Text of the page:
Officials in Tbilisi are cautious about unveiling the details of ongoing negotiations, involving the Georgian, Russian, Abkhaz and Armenian sides, regarding the creation of a consortium which will deal with a multi-million project to rehabilitate the Abkhaz section of the Russo-Georgian railway.
Chief of the state-run Georgian Railway company Irakli Ezugbaia informed lawmakers about the talks at a session of the Commission for Territorial Integrity. But no details of these hearings are known as the session was held behind closed doors.
Abkhaz sources reported in early May that the Georgian, Abkhaz, Russian, and Armenian sides signed a protocol during talks in Moscow on May 4 establishing a consortium – the Black Sea Railways - which will rehabilitate the Abkhaz railway. According to these reports, the consortium will be an open joint stock company where the Abkhaz side will be represented as "a full-fledged party." But Georgian officials have denied these reports.
“There are not four parties. There are only two parties – Georgian and Russian. All the rest [the Abkhaz and Armenian sides] are only invited to participate in the working meetings,” Irakli Ezugbaia told Civil Georgia on May 30 after the parliamentary commission hearing.
“No decision has been made so far regarding the parties [in the consortium], because we are still working on the mechanisms of setting up this consortium. The final political decision will be presented only after this [work] is over,” Ezugbaia said.
He noted that the protocol signed in Moscow on May 4 is a document which reflects the position of the sides regarding the issue.
Ezugbaia also said that no agreement has been reached thus far on how shares among the participating sides will be distributed in the consortium.
“There are different positions among the negotiating sides about this issue,” Ezugbaia added.
He also said that the consortium will most likely be registered in “one of the European states.”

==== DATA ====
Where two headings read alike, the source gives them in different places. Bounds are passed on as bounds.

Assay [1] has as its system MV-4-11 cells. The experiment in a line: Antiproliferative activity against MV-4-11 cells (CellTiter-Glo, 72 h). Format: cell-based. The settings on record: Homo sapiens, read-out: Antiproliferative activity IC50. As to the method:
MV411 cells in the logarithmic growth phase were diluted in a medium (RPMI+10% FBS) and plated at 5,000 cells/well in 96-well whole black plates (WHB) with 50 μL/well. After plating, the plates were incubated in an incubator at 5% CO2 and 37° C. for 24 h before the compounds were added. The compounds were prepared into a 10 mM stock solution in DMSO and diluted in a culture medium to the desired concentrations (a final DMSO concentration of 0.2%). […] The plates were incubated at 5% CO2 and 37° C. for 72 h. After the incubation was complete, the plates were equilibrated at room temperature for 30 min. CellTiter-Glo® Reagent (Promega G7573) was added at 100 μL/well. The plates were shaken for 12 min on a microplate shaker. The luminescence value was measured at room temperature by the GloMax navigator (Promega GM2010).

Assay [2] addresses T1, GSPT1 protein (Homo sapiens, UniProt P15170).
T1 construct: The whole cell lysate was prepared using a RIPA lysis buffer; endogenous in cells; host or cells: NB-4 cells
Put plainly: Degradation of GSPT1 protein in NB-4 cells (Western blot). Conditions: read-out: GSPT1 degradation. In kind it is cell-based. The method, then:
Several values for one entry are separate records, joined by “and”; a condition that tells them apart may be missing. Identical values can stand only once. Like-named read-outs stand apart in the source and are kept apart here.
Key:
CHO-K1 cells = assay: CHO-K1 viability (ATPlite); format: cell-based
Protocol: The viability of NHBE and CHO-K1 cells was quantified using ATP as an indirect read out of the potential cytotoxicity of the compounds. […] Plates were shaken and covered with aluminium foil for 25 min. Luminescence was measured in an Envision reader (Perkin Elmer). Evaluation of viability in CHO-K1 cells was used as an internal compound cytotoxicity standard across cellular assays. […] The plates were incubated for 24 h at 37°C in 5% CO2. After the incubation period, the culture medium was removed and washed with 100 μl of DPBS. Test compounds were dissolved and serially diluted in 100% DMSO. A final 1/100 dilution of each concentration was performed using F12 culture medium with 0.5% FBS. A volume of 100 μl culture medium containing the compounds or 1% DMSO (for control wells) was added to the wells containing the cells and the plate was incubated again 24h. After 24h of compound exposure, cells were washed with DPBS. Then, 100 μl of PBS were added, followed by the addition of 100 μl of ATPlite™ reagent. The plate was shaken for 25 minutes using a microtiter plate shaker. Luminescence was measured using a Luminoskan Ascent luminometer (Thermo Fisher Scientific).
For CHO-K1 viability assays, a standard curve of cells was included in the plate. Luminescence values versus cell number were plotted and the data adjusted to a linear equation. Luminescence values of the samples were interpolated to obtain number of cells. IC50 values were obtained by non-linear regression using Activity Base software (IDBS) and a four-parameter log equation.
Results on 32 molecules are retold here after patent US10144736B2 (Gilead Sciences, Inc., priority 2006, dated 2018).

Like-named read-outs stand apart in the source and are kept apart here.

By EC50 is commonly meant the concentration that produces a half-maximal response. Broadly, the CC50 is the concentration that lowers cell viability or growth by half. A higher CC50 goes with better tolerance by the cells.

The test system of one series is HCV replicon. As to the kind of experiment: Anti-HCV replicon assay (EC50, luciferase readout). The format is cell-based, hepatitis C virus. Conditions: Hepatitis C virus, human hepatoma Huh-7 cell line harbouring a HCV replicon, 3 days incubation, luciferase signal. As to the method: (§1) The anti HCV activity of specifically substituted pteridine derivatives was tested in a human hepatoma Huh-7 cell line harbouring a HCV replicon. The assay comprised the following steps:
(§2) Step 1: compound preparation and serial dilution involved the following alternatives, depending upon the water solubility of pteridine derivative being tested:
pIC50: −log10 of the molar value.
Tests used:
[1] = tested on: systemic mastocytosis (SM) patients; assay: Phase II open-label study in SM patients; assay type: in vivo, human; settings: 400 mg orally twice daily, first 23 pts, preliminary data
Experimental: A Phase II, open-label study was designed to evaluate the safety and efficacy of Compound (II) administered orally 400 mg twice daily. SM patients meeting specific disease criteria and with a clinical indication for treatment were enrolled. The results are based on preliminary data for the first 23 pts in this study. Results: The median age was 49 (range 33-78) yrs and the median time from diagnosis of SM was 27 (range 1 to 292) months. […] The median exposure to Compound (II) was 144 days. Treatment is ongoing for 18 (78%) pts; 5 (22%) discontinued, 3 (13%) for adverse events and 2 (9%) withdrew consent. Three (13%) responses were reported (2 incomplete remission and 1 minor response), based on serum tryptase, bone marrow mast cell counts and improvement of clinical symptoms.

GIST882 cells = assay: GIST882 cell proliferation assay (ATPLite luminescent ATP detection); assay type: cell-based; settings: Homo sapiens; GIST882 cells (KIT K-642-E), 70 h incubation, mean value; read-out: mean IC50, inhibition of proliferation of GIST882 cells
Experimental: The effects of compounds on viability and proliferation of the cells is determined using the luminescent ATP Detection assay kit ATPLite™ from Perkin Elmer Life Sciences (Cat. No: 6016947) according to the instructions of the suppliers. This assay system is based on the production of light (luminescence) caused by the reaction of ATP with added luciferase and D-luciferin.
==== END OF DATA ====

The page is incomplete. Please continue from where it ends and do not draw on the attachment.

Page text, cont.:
Ezugbaia stressed that Georgia will push for the participation of those Georgian experts in railway rehabilitation who are internally displaced persons from Abkhazia.
The parliamentarians participating in the commission hearings noted after the session that “no sufficient answers” were provided by the chief of the Georgian Railway.
Ezugbaia said he is in charge of “the technical aspects” of the rehabilitation of the Abkhaz railway, which will cost roughly USD 200-300 million; hence he is not in a position to comment on the “political aspects of the issues.”
MP Shota Malashkhia, who chairs the Commission for Territorial Integrity, said after the hearings that the issue related with the railway consortium is too complicated and “is like a big spider web of legal questions.”
“We can not see mechanisms of creating this consortium; we can not see how control over this consortium or investments will be carried out… All the lawmakers [attending the session] have the impression that the issue is not fully worked out,” MP Malashkhia told reporters.
If implemented, the project will revive the Trans-Caucasus Railway, which stretched more than 2,300 kilometers during Soviet times, connecting Armenia and Georgian Black Sea ports with central Russia; the railway, which has been on hold since the conflict in the breakaway region in the early 90s, operated passenger services and handled more than 15 million tons of transit cargo per year.
According to a public opinion survey commissioned by the International Republican Institute this April 75% of 1500 Georgian citizens surveyed thought that the restoration of the Abkhaz railway will “better suit Georgian national interests.”